This is a type of flat anvil called the "Universal Anvil" for its extremely versatile design. It has been manufactured by Bergeon and others. This cube shaped block is popular across multiple trades, and particularly sought out by watchmakers and jewelers. It has 16 bigger holes on the sides, all different. It also has high precision "V" and "U" shaped grooves, as well as flat grooves on the sides, and notches on the corners to bend wire. The top flat piece with staking holes is held by a screw and it can be changed if the holes ever wear out. Beautifully blued to protect it against rust all over except the top face .
This is the classic hexagonal No. 1085A block manufactured by Kendrick and Davis, also by Hammel and Riglander Co. (HR) as well as others. Easy to grab by hand or in the bench vise. Hardened steel and tempered for the right hardness. This model is reversible with different size holes on both sides, 36 graduated holes in total. One hole is sized to hold a stump as shown. It has 5 milled slots for holding and staking small parts. This is a high precision block with all faces ground.
This is one of the smallest profile blocks with the highest concentration of features. Generally found as being French manufactured in high quality hardened steel alloy tempered for right hardness. It has 20 graduated holes, 5 milled slots at the ends, one key slot and one rectangular slot in the center. Designed to be held in the bench vise. The milled slots at the ends are not only graduated but they are also very thin at the ends and they can function as a "V" slot to help removing rollers and pinions.
The "Roller Block" is a top of the line bench block. A precision tool manufactured by the M-B Tool Mfg. Co., Inc. It is made with one of the best quality steel alloys available, precision machined and ground. The entire tool is case-hardened and tempered for correct hardness. The sides and inside of the holes are blackened to minimize rust. This is a highly specialized bench block for watchmakers. It has 12 graduating holes with one hole sized to hold standard staking tool stumps. It has 7 ganged milled slots so arranged for overlapping grip on pieces with salient parts. It has a specially machined "V" slot for removing pinions, however the most prominent feature is the knife edge "V" slot for removing roller tables. It is longer, thinner and gives a larger working area than comparable models. The inserts are case-hardened, removable for sharpening and replaceable. Four set screws hold the inserts in place. The tool comes with the tiny Allen wrench for the screws and two blackened punches, one small flat face punch and one roller remover punch with cleaning holes. The punches fit in the stump sized hole for added versatility.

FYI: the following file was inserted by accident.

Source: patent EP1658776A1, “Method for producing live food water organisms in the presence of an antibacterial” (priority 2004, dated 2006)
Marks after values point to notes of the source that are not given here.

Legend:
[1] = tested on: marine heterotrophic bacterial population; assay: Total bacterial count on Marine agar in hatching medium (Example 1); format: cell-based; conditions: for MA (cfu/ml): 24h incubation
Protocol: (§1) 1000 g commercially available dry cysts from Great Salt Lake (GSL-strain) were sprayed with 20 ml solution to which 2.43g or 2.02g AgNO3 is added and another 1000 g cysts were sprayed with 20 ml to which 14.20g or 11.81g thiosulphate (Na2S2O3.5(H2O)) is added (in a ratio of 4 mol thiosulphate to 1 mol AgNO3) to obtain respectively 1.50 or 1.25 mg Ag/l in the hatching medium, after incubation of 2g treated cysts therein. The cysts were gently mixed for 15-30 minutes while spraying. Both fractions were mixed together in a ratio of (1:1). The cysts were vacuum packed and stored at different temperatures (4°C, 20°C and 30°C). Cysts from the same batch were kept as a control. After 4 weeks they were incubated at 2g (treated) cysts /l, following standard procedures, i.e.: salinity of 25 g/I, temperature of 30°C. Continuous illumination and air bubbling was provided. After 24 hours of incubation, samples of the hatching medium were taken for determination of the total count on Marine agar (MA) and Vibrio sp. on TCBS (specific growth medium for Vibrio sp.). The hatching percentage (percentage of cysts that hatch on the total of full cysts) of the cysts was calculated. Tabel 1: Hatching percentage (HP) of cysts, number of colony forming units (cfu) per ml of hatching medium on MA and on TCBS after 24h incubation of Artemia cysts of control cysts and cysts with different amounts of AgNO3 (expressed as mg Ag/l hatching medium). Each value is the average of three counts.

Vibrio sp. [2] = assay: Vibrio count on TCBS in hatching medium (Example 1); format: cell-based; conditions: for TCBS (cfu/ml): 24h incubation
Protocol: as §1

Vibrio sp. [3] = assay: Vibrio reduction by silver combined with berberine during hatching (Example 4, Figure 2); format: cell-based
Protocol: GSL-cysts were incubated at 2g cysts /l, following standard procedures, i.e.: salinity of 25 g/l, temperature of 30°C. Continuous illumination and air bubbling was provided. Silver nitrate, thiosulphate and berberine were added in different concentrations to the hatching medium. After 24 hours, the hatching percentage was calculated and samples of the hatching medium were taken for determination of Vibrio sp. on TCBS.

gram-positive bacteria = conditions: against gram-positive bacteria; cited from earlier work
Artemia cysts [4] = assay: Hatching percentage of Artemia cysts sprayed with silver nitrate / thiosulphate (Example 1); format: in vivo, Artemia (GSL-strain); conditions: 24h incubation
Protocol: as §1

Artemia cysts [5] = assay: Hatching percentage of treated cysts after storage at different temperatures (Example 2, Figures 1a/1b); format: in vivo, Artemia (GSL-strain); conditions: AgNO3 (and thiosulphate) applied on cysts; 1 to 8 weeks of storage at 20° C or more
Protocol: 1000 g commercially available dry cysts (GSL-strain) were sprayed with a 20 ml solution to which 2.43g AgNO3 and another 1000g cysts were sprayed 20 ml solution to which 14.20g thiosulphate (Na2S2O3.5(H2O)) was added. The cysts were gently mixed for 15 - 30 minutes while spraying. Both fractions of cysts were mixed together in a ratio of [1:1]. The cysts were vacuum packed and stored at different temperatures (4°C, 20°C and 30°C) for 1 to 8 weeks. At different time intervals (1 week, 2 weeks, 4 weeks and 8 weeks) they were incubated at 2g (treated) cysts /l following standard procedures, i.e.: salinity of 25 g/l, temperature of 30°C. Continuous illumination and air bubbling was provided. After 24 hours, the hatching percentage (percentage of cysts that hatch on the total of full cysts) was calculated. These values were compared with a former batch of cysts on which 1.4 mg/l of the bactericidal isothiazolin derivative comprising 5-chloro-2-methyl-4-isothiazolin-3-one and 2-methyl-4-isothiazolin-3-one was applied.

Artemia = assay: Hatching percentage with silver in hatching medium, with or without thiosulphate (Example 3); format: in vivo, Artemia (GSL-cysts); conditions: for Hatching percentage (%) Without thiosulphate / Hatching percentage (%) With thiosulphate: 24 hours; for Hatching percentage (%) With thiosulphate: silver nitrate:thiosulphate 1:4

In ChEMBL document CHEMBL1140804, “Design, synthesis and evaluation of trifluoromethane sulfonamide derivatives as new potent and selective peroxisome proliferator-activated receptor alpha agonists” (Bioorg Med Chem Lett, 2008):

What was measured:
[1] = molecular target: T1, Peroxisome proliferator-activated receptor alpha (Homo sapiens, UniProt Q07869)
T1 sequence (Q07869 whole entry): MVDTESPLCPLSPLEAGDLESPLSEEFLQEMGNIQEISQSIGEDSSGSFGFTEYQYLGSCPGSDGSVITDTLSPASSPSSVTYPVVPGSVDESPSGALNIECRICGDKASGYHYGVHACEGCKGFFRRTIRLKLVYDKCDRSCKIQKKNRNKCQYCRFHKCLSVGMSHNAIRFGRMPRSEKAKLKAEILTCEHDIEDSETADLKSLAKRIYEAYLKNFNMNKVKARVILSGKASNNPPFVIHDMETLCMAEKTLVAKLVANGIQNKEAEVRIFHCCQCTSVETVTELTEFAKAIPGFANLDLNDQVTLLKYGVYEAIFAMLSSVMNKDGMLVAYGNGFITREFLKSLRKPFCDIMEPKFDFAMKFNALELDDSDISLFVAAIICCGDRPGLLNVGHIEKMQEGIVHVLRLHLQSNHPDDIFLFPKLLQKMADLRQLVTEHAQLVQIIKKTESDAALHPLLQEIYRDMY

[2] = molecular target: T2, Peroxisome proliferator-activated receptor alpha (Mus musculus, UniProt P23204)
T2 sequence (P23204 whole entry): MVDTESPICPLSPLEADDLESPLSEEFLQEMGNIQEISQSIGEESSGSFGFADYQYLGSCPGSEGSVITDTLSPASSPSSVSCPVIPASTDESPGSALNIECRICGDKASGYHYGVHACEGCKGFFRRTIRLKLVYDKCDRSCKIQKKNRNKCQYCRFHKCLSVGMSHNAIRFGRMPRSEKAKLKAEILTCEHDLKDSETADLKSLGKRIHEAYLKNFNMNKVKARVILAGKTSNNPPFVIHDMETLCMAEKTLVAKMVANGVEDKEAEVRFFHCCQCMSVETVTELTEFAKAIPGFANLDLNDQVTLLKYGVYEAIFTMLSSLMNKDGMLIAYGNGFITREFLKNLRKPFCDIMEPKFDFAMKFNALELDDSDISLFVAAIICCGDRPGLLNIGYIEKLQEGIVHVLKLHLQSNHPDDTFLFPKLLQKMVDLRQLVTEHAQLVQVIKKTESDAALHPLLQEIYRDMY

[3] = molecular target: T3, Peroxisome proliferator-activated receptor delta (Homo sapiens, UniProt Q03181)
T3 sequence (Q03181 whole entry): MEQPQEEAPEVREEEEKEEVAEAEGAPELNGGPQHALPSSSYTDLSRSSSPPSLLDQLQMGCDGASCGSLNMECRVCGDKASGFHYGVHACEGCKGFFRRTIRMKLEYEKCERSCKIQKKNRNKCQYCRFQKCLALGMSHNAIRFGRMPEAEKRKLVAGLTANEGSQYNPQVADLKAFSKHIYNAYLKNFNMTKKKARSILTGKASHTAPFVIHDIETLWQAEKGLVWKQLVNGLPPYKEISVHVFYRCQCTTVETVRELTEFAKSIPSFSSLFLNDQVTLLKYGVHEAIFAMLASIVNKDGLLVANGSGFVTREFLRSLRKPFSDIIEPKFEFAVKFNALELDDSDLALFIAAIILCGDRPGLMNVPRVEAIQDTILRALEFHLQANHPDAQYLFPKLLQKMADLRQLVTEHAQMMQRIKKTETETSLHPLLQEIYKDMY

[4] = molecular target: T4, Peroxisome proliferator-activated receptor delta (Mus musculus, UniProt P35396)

This is a group of traditional staking blocks that can be held in a bench vise. The unusually bigger block on the left has 31 graduated holes. It is made of hardened tempered steel. The central block is made of brass with 36 holes; preferred by many because it will not mar soft metals. The one on the right is a nickelled steel block with 24 graduated holes, sought out because of its durability.
This is a specialty bench block for watchmakers that can be held in a bench vise for flattening watch escapement wheels as shown in the biggest size ring. It is made of ZAMAK, an alloy of Zinc, aluminum, magnesium and copper. It is very useful as well for working on small pieces that may have salient parts. It has been manufactured by Bergeon and others in different variations of the same tool pattern.
This is a high quality round double metal bench block mainly for staking. The inner ring is made of hardened tempered steel with 13 graduated holes. The central hole is sized for taking stumps as shown. The outter brass ring has 12 graduated holes that will protect soft metals.